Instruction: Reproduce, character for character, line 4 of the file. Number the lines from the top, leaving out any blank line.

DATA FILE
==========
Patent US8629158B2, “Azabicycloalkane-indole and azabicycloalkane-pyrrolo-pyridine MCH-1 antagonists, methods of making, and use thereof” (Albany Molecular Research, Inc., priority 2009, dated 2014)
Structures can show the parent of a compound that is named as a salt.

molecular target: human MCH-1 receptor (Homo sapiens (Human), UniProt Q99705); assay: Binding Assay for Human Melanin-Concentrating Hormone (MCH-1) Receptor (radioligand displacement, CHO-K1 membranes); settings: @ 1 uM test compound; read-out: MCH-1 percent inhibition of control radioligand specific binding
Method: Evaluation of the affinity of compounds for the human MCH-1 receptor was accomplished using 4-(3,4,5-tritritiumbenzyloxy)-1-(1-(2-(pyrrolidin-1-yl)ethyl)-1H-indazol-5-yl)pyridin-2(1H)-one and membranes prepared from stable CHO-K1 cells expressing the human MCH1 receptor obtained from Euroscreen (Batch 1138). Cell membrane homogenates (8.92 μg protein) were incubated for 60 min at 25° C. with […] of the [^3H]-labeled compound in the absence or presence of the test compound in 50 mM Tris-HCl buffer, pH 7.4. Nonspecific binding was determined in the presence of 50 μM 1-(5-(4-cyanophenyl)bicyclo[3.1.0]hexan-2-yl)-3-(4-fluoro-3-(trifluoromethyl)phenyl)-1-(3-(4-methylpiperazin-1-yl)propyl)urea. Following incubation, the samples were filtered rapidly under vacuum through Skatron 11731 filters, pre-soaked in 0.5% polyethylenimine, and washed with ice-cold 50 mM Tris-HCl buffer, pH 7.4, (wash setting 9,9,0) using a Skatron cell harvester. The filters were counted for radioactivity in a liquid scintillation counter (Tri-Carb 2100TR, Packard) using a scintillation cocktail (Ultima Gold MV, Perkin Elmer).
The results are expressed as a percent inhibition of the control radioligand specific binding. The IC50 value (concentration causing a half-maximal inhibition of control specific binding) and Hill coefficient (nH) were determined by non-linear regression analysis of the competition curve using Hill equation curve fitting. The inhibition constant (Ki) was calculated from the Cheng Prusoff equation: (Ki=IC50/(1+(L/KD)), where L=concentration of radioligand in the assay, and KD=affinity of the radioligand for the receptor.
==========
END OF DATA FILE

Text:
Method: Evaluation of the affinity of compounds for the human MCH-1 receptor was accomplished using 4-(3,4,5-tritritiumbenzyloxy)-1-(1-(2-(pyrrolidin-1-yl)ethyl)-1H-indazol-5-yl)pyridin-2(1H)-one and membranes prepared from stable CHO-K1 cells expressing the human MCH1 receptor obtained from Euroscreen (Batch 1138). Cell membrane homogenates (8.92 μg protein) were incubated for 60 min at 25° C. with […] of the [^3H]-labeled compound in the absence or presence of the test compound in 50 mM Tris-HCl buffer, pH 7.4. Nonspecific binding was determined in the presence of 50 μM 1-(5-(4-cyanophenyl)bicyclo[3.1.0]hexan-2-yl)-3-(4-fluoro-3-(trifluoromethyl)phenyl)-1-(3-(4-methylpiperazin-1-yl)propyl)urea. Following incubation, the samples were filtered rapidly under vacuum through Skatron 11731 filters, pre-soaked in 0.5% polyethylenimine, and washed with ice-cold 50 mM Tris-HCl buffer, pH 7.4, (wash setting 9,9,0) using a Skatron cell harvester. The filters were counted for radioactivity in a liquid scintillation counter (Tri-Carb 2100TR, Packard) using a scintillation cocktail (Ultima Gold MV, Perkin Elmer).